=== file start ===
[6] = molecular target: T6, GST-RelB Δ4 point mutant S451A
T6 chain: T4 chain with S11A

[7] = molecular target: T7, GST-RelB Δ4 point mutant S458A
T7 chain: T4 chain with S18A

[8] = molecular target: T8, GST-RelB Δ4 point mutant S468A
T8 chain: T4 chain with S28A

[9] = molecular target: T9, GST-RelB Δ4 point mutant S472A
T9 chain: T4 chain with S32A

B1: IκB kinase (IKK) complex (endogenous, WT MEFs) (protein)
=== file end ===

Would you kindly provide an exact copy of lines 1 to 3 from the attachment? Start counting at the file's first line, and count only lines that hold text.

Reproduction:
[6] = molecular target: T6, GST-RelB Δ4 point mutant S451A
T6 chain: T4 chain with S11A

[7] = molecular target: T7, GST-RelB Δ4 point mutant S458A